Planetary Health is a systems thinking approach in which human health is understood as an integrated part of the political, economic, social and the Earth’s natural systems.
In this game you will be presented with puzzles you have to solve in a manner that maintains the best possible balance between the interconnected parts of the planetary health system.
WBGU – German Advisory Council on Global Change (2022): Planetary Health: What we need to talk about. Berlin: WBGU
GHG Emission of the Health Sector
The health sector is a critical player in advancing good health and well-being in the sense of sustainable health care. On the one hand, the health care sector is confronted with handling the direct health impacts of climate and environmental change. On the other hand, the health sector itself has a massive ecological footprint, as it is responsible for 4.4% of the total greenhouse gas emissions world-wide. Emissions arise directly from the operation of health care facilities (Scope 1), their energy supply (Scope 2) or and indirectly from the supply chain of the production of health care goods (Scope 3). The components of Scope 3 depicted in purple are unmeasured. Many health systems do not calculate or report the factors of Scope 3.
Permission to reproduce from Salas R N, Maibach E, Pencheon D, Watts N, Frumkin H. A pathway to net zero emissions for healthcare BMJ 2020; 371 :m3785 doi:10.1136/bmj.m3785
Urban Design and NCDs
Over 50% of the world‘s population lives in urban areas. By 2050, with the projected sociodemographic change, this percentage will increase to 65%. How cities are designed has an impact on health.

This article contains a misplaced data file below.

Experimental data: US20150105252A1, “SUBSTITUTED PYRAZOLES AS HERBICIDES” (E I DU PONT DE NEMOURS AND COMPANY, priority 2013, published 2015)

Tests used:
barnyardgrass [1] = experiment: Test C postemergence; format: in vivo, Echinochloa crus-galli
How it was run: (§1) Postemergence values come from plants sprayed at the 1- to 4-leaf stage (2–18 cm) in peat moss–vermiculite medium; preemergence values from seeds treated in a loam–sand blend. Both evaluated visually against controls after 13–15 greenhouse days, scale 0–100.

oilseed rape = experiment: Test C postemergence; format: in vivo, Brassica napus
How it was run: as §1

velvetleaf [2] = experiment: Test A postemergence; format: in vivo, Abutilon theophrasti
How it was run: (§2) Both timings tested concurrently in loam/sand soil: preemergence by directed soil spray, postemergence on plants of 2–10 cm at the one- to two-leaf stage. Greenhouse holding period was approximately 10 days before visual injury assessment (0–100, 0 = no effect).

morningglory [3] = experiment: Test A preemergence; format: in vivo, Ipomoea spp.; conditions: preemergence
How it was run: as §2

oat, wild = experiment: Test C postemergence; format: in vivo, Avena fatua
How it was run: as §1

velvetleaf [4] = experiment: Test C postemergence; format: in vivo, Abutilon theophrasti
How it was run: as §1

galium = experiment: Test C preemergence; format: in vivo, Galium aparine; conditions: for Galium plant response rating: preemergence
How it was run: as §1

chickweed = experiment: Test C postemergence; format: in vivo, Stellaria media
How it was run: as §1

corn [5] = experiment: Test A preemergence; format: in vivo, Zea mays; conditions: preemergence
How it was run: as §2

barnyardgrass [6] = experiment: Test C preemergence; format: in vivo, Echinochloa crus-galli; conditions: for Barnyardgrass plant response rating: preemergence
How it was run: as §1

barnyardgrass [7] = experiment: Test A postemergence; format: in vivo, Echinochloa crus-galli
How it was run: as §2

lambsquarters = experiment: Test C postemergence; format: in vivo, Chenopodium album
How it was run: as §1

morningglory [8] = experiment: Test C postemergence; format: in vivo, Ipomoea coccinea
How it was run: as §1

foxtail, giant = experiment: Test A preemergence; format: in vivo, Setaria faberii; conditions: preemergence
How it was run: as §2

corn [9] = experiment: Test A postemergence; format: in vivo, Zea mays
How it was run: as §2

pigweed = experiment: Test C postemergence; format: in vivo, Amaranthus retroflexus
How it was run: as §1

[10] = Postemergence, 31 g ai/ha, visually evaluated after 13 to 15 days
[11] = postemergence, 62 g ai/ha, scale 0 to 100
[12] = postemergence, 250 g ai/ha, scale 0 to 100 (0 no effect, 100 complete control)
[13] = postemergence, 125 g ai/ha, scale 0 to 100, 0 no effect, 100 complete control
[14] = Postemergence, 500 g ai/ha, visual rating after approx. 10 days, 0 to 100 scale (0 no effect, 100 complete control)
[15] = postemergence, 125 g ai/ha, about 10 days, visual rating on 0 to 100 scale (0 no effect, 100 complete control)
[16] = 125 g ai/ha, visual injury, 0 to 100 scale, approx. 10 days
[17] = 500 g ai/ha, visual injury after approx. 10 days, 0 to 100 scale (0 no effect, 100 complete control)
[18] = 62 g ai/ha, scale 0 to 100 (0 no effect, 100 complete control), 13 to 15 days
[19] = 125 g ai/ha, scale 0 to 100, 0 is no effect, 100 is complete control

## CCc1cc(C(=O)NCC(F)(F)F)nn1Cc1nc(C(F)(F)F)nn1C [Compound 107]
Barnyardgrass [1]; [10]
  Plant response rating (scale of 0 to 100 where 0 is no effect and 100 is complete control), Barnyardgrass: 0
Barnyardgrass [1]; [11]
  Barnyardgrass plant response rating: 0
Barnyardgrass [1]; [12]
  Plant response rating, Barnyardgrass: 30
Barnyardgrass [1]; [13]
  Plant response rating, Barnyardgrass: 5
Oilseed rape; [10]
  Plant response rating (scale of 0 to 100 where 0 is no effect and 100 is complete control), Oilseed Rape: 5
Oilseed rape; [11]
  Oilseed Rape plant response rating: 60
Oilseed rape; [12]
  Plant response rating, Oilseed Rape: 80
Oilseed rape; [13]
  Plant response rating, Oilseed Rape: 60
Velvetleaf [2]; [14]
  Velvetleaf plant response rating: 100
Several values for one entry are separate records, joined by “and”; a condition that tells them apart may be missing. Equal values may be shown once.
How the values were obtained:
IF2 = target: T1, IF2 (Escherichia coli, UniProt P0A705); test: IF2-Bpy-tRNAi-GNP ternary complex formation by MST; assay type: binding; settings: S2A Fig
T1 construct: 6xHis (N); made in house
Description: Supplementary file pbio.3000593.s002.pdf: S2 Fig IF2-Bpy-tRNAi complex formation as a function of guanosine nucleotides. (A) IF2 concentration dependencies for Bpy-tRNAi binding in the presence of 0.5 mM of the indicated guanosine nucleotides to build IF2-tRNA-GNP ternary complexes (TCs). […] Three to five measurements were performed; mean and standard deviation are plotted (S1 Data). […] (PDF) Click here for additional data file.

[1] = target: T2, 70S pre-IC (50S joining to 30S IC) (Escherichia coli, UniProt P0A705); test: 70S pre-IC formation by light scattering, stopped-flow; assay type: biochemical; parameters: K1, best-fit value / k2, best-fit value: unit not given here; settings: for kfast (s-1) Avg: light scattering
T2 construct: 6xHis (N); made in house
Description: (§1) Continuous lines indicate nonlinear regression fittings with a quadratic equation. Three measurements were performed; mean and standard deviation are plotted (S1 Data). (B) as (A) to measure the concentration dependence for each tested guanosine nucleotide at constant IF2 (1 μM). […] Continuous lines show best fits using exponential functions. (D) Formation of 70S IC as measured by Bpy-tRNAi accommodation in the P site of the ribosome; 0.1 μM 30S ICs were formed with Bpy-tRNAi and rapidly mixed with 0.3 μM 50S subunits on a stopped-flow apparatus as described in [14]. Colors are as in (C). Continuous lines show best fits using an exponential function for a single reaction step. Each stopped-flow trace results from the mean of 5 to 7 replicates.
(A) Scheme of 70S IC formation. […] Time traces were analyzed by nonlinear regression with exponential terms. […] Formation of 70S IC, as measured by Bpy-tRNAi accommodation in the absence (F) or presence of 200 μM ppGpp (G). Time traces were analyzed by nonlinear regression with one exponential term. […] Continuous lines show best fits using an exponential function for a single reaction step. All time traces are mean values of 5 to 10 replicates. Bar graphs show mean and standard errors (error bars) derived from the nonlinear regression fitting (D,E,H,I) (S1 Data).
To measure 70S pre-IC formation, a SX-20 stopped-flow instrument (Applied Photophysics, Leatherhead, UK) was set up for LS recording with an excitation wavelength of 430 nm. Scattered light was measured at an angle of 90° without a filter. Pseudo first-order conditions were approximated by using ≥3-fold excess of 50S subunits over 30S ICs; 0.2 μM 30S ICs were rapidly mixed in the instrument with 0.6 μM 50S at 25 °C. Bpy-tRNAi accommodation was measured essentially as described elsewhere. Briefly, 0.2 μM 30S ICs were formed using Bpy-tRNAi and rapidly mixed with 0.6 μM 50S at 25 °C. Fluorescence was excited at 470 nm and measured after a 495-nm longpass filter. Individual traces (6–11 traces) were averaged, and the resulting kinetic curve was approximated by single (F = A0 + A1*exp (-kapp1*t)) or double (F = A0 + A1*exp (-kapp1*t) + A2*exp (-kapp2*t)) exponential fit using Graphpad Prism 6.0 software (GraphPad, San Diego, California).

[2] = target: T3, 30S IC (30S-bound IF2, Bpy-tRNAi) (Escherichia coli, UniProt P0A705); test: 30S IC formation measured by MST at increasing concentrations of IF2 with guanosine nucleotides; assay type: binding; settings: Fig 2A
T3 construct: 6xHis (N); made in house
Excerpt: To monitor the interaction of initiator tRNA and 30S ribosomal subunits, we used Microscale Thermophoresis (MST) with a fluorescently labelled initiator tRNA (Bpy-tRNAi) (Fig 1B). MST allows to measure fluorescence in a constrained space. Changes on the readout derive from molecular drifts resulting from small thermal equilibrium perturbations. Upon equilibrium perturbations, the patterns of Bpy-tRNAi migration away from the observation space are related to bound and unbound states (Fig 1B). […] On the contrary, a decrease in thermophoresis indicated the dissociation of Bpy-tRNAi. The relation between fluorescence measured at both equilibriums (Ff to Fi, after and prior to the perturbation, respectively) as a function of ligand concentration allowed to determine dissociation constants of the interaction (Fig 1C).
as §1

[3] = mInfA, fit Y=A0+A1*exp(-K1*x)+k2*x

Urban design influences peoples‘ behavior and the exposure to risk factors. In combination with social and biological context factors, urban design has an effect on morbidity and subsequent mortality. Policiy makers, local communities and the private sector should work together to make cities safe, accessible, equitable places that promote healthy behaviors.
World Health Organization & United Nations Development Programme. (2016). Noncommunicable diseases: what municipal authorities, local governments and ministries responsible for urban planning need to know. World Health Organization.
https://www.isglobal.org/en/healthisglobal/-/custom-blog-portlet/-como-impacta-la-planificacion-urbana-en-nuestra-salud-nuestra-salud-y-la-del-planeta-dependen-del-diseno-de-las-ciudades/7305043/0 Nieuwenhuijs, 2018 reproduced with permission